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Southworth & Hawes
Metropolitan Museum of Art
Gift of I. N. Phelps Stokes, Edward S. Hawes, Alice Mary Hawes, and Marion Augusta Hawes, 1937, Accession Number: 37.14.5
Curatorial description (Accessed: 10 January 2018)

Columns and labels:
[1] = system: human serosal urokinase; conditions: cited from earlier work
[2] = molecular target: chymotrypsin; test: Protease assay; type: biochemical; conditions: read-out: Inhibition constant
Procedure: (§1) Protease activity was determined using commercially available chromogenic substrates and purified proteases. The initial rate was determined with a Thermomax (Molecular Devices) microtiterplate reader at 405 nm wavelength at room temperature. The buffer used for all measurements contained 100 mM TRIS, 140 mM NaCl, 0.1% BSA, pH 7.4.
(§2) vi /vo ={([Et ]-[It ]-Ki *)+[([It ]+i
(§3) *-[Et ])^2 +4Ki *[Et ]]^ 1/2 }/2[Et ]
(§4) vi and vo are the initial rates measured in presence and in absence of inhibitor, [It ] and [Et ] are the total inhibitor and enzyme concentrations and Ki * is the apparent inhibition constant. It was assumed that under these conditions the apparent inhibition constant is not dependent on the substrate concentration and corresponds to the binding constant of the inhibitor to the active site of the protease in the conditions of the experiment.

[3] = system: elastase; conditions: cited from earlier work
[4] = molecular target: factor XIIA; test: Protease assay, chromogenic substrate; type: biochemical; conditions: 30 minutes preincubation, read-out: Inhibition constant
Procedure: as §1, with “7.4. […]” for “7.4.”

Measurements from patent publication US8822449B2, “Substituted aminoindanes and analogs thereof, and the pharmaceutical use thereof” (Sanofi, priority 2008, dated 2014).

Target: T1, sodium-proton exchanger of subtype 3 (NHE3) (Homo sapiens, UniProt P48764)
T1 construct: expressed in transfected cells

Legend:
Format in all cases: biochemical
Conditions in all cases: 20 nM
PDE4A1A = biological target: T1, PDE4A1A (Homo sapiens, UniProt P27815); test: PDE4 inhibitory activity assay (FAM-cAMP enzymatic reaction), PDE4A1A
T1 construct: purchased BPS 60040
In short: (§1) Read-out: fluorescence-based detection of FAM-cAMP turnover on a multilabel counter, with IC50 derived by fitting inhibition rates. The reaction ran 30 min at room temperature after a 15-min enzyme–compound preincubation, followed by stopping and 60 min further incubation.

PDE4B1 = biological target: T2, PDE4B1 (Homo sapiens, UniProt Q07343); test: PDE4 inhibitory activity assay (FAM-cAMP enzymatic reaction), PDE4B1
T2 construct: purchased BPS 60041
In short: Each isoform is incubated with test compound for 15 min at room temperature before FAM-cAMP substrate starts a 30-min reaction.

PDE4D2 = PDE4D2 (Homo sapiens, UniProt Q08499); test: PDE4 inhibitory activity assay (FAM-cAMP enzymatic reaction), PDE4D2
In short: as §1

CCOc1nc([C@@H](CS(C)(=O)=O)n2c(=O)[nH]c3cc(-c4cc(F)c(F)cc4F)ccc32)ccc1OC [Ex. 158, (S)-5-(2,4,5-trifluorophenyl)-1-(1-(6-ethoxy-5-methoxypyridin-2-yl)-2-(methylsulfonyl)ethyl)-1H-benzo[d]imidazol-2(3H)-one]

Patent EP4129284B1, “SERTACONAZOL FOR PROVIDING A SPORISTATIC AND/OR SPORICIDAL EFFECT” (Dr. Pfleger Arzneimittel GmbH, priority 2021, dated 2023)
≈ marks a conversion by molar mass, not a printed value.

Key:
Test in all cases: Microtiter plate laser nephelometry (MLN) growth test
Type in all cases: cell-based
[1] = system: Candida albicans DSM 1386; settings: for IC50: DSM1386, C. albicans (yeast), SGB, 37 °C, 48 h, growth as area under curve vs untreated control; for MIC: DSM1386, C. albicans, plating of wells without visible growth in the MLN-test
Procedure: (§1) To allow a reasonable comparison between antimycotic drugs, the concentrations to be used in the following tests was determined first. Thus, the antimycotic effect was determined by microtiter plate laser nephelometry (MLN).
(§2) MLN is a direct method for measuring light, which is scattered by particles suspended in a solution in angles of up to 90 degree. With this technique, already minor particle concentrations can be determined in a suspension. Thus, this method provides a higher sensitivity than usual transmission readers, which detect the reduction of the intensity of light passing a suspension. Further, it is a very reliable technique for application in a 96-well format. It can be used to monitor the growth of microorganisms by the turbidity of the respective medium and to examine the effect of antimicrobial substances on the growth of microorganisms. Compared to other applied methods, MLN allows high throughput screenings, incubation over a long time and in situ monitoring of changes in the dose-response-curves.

The Boston partnership of Southworth and Hawes produced the finest portrait daguerreotypes in America for a clientele that included leading political, intellectual, and artistic figures. This first photographic process, invented by Louis Daguerre (1787-1851), spread rapidly around the world after its public presentation in Paris in 1839. Exposed in a camera obscura and developed in mercury vapors, each highly polished silvered copper plate is a unique photograph that, viewed in proper light, exhibits extraordinary detail and three-dimensionality. Only very rarely were daguerreotypes produced on this extraordinary scale--four times the size of the largest standard plate--and then, necessarily, for wealthy and important clients, such as John L. Tucker, host of the prestigious Tremont House Hotel in Boston.